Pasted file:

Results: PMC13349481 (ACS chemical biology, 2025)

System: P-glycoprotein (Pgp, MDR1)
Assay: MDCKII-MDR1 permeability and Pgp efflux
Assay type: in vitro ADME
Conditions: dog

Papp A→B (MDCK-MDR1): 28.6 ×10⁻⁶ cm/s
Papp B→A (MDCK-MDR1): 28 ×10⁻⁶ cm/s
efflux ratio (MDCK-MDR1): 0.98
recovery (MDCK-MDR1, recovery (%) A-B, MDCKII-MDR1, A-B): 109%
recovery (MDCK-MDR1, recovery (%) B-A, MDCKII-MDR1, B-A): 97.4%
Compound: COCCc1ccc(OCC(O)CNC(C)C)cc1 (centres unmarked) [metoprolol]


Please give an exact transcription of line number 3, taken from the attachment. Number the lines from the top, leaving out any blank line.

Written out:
Assay: MDCKII-MDR1 permeability and Pgp efflux